Eye on Hospitality: Work Opportunity Tax Credit – A Win/Win for Employers and Job Seekers

Eye on Hospitality: Work Opportunity Tax Credit – A Win/Win for Employers and Job Seekers https://wahospitality.org/wp-content/uploads/2018/01/TFT-WOTC-raw.jpg

By Paul Schlienz 

WOTC?  

If you’re from the East Coast, you might mistake WOTC for the call letters of a radio or television station, but if you’re a business owner, these are four letters you’ll want to learn about. 

WOTC is the Work Opportunity Tax Credit, a unique anti-poverty hiring incentive that has helped more than 21.5 million people move off public assistance and into the workforce. Since it began, in 1996, as part of welfare reform, WOTC has successfully incentivized employers to hire individuals who may be otherwise disadvantaged in the workforce, saving billions in entitlement spending.

WOTC enables employers to obtain tax credits for hiring individuals who come from certain target groups, including: 

  • Qualified veterans; 
  • Individuals or family members receiving government social services, including TANF, SNAP/food stamps, benefits, etc.; 
  • Residents of designated communities; 
  • Long-term unemployed; 
  • Youths hired for summer jobs in designated communities; and 
  • Ex-felons. 

“It’s a social program that benefits businesses,” said Mike Lancey, owner of Mckenzie Chase Management. “It’s an interesting crossover between helping people get work and helping employers make that as beneficial as possible.” 

The tax credit employers can claim depends upon the target group of the individual hired, the wages paid to that individual in the first year of employment, and the number of hours that individual worked. There is also a maximum tax credit that can be earned.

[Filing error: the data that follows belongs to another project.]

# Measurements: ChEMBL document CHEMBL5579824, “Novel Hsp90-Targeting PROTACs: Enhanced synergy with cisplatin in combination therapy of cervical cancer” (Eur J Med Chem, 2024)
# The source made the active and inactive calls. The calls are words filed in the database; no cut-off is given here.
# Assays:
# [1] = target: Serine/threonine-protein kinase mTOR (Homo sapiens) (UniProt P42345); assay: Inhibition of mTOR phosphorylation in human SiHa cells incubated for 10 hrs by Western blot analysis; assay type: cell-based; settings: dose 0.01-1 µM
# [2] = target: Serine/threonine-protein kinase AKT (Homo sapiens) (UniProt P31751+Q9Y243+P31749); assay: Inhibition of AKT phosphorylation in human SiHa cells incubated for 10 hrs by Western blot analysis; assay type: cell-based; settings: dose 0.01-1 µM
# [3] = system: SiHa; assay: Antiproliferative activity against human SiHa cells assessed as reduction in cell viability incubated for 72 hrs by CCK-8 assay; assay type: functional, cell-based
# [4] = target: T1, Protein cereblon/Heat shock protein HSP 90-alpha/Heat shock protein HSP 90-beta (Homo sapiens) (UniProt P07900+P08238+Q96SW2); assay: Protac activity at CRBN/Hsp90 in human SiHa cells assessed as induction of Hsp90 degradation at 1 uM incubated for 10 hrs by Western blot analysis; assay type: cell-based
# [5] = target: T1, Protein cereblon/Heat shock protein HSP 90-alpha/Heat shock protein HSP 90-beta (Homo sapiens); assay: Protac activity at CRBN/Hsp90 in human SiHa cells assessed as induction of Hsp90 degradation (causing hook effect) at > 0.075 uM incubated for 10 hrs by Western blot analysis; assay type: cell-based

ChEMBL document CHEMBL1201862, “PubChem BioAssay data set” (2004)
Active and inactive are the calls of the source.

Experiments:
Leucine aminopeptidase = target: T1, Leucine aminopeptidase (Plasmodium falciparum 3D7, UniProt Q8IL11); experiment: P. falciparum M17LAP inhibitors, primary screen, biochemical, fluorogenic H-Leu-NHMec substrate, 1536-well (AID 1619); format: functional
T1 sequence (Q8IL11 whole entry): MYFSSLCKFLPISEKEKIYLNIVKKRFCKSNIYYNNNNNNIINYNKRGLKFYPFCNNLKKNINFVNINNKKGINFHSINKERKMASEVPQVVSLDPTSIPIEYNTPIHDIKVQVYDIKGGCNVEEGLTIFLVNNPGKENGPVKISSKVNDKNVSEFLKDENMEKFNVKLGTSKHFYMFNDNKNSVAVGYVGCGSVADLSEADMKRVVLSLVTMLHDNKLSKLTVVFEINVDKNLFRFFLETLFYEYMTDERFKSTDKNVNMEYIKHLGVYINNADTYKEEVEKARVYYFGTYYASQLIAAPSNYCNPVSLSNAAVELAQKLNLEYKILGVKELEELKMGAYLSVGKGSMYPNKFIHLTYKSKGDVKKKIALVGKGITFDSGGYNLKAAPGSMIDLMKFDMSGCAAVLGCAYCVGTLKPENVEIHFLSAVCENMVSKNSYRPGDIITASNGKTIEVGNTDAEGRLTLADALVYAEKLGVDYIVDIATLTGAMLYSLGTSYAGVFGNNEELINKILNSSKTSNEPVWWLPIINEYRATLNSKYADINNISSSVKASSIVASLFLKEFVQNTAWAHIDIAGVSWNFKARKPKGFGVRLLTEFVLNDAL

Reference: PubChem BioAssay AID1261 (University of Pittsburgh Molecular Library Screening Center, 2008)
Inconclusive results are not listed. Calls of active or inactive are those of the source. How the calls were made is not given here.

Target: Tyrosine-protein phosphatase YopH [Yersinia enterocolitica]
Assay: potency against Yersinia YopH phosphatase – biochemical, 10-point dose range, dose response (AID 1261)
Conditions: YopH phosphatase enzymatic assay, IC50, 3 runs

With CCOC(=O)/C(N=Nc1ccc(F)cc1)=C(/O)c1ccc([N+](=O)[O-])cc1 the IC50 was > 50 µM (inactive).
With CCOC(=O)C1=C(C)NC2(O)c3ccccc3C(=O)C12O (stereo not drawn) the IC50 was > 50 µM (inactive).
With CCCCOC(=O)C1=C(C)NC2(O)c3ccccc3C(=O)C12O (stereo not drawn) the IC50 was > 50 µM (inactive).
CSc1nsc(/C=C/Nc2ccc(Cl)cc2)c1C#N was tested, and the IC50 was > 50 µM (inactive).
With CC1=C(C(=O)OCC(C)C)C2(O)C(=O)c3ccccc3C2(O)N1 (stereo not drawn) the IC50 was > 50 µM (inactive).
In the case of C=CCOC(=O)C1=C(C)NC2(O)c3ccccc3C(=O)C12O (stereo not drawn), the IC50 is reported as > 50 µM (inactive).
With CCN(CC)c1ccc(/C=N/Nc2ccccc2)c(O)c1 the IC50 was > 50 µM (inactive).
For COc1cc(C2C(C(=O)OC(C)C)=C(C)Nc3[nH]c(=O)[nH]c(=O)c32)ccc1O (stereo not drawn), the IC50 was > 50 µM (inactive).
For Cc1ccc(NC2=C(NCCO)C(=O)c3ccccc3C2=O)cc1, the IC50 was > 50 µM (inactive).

For the long-term Temporary Assistance for Needy Families (TANF) target group only, the credit is available to employers who hire members of this group for up to a two-year period.  

  • In the first year, the employer may claim a tax credit equal to 40 percent of the first-year wages, up to the maximum tax credit, if the individual works at least 400 hours. 
  • In the second year, the employer may claim a tax credit equal to 50 percent of the second-year wages, up to the maximum tax credit, if the individual works at least 400 hours. 

For all other target groups, the credit is available to employers who hire members of these groups, based on the individual’s hours worked and wages earned in the first year. 

  • If the individual works at least 120 hours, the employer may claim a tax credit equal to 25 percent of the individual’s first year wages, up to the maximum tax credit. 
  • If the individual works at least 400 hours, the employer may claim a tax credit equal to 40 percent of the individual’s first year wages, up to the maximum tax credit. 

 For more information on the WOTC, see the U.S. Department of Labor’s Work Opportunity Tax Credit page. 

 If you have questions about the WOTC or would like help navigating through the application process, contact Mckenzie Chase Mangement or Heartland Hire. 

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